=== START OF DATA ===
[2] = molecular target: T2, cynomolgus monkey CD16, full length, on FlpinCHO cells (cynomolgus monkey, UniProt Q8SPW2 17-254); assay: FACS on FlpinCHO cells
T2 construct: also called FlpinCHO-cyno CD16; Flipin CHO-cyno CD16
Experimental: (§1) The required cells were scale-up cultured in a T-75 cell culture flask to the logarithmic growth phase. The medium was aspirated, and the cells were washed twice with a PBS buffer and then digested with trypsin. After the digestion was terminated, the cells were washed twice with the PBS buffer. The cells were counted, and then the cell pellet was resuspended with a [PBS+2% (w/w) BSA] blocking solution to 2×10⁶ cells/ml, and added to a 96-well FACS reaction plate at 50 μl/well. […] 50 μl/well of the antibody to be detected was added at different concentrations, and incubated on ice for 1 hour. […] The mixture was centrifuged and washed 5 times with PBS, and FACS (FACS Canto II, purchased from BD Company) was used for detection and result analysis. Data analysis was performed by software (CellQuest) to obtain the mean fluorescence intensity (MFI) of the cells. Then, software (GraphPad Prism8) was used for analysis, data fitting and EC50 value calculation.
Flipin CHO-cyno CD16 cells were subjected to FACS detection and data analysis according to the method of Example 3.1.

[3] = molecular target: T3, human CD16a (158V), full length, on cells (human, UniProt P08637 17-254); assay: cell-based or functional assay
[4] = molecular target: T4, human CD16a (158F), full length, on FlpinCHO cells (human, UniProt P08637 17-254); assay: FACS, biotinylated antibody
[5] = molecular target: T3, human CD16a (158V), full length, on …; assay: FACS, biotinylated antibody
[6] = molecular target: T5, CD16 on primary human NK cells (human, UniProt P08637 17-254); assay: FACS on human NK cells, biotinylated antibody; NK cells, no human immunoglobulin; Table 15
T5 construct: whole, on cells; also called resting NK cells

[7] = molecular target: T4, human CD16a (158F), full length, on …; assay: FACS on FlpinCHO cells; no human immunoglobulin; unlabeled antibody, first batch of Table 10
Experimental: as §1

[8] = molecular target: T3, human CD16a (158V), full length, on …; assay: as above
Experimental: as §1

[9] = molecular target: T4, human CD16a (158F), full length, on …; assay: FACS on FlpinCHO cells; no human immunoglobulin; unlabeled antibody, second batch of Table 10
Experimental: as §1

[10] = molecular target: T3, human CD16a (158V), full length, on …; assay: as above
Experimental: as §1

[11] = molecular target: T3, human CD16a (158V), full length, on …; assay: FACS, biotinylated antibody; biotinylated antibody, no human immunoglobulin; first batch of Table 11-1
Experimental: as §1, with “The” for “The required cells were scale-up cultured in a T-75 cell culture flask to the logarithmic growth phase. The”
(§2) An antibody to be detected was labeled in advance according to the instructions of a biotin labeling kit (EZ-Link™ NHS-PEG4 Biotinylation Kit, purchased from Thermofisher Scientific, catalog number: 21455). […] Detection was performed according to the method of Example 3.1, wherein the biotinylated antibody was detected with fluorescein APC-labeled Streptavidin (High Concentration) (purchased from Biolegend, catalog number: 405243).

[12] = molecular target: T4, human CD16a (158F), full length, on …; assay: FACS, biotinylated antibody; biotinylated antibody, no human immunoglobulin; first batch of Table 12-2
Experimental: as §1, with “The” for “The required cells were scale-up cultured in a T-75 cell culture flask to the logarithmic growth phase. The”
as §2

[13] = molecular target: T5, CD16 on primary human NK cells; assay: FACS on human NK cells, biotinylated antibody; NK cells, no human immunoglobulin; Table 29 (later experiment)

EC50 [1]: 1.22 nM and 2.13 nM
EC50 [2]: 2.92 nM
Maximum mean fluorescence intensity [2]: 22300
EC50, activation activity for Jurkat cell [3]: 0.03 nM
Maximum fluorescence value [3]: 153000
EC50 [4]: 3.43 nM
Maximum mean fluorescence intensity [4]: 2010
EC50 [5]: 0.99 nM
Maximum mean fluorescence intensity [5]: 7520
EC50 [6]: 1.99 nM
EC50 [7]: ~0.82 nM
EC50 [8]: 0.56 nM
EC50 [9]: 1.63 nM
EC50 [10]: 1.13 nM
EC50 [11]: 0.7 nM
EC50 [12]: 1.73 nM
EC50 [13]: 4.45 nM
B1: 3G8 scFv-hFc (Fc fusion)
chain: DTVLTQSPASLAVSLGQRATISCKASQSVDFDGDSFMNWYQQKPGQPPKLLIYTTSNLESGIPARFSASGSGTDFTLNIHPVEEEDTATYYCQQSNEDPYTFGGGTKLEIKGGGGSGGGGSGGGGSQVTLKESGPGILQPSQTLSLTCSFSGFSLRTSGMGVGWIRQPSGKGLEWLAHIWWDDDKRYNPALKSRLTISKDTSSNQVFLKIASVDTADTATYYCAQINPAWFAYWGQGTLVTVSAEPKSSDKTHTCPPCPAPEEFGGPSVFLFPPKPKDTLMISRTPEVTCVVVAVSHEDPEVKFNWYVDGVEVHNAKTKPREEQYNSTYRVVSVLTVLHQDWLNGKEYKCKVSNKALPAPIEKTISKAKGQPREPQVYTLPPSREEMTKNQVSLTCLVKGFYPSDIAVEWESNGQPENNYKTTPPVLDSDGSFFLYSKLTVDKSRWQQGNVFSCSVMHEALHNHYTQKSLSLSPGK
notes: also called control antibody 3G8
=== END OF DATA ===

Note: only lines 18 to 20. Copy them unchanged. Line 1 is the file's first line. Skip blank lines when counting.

[11] = molecular target: T3, human CD16a (158V), full length, on …; assay: FACS, biotinylated antibody; biotinylated antibody, no human immunoglobulin; first batch of Table 11-1
Experimental: as §1, with “The” for “The required cells were scale-up cultured in a T-75 cell culture flask to the logarithmic growth phase. The”
(§2) An antibody to be detected was labeled in advance according to the instructions of a biotin labeling kit (EZ-Link™ NHS-PEG4 Biotinylation Kit, purchased from Thermofisher Scientific, catalog number: 21455). […] Detection was performed according to the method of Example 3.1, wherein the biotinylated antibody was detected with fluorescein APC-labeled Streptavidin (High Concentration) (purchased from Biolegend, catalog number: 405243).